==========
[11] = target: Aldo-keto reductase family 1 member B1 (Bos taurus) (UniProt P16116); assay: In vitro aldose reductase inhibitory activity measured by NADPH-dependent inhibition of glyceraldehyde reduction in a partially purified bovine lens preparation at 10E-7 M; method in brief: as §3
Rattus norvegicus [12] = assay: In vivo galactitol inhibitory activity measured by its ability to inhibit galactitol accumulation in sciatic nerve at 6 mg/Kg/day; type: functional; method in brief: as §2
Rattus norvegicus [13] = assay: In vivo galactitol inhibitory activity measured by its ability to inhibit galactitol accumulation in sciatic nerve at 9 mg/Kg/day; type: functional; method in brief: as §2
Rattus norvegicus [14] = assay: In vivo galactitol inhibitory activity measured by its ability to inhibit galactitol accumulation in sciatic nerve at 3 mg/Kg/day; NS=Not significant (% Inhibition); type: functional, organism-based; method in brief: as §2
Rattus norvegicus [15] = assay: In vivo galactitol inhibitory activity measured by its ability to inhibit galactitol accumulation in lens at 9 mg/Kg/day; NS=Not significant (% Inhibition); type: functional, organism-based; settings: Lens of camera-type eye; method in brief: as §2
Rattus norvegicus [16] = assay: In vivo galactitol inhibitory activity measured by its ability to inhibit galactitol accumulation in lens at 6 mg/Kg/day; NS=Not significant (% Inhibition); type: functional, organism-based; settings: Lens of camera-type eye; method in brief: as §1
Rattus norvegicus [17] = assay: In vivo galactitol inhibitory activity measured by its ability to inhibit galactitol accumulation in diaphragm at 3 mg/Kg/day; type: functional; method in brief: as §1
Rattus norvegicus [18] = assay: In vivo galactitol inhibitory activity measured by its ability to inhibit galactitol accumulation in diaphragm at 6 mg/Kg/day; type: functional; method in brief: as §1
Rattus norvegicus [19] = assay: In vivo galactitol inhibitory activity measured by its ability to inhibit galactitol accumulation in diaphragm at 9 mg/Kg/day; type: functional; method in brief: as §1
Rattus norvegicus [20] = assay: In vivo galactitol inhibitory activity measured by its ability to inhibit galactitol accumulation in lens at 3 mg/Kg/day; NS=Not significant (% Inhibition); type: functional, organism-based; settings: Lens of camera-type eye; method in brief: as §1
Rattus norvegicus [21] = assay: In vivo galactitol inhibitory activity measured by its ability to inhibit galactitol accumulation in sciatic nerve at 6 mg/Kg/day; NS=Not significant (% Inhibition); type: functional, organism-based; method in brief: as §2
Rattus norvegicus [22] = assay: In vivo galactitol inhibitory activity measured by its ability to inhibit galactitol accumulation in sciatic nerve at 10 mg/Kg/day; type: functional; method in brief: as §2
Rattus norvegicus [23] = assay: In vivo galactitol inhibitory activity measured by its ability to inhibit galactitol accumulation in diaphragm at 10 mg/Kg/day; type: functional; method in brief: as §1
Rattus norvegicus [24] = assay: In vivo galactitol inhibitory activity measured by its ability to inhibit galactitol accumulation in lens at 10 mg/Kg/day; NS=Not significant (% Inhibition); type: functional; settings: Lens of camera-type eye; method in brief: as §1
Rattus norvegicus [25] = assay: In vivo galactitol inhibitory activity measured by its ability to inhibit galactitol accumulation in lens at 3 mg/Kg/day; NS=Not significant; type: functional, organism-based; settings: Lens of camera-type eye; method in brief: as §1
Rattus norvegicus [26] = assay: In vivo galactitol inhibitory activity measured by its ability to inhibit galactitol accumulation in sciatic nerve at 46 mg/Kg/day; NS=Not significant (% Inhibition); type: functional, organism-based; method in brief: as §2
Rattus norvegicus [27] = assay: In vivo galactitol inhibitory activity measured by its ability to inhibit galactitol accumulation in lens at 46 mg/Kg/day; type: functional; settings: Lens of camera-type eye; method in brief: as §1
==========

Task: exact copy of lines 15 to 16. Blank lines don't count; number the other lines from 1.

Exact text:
Rattus norvegicus [25] = assay: In vivo galactitol inhibitory activity measured by its ability to inhibit galactitol accumulation in lens at 3 mg/Kg/day; NS=Not significant; type: functional, organism-based; settings: Lens of camera-type eye; method in brief: as §1
Rattus norvegicus [26] = assay: In vivo galactitol inhibitory activity measured by its ability to inhibit galactitol accumulation in sciatic nerve at 46 mg/Kg/day; NS=Not significant (% Inhibition); type: functional, organism-based; method in brief: as §2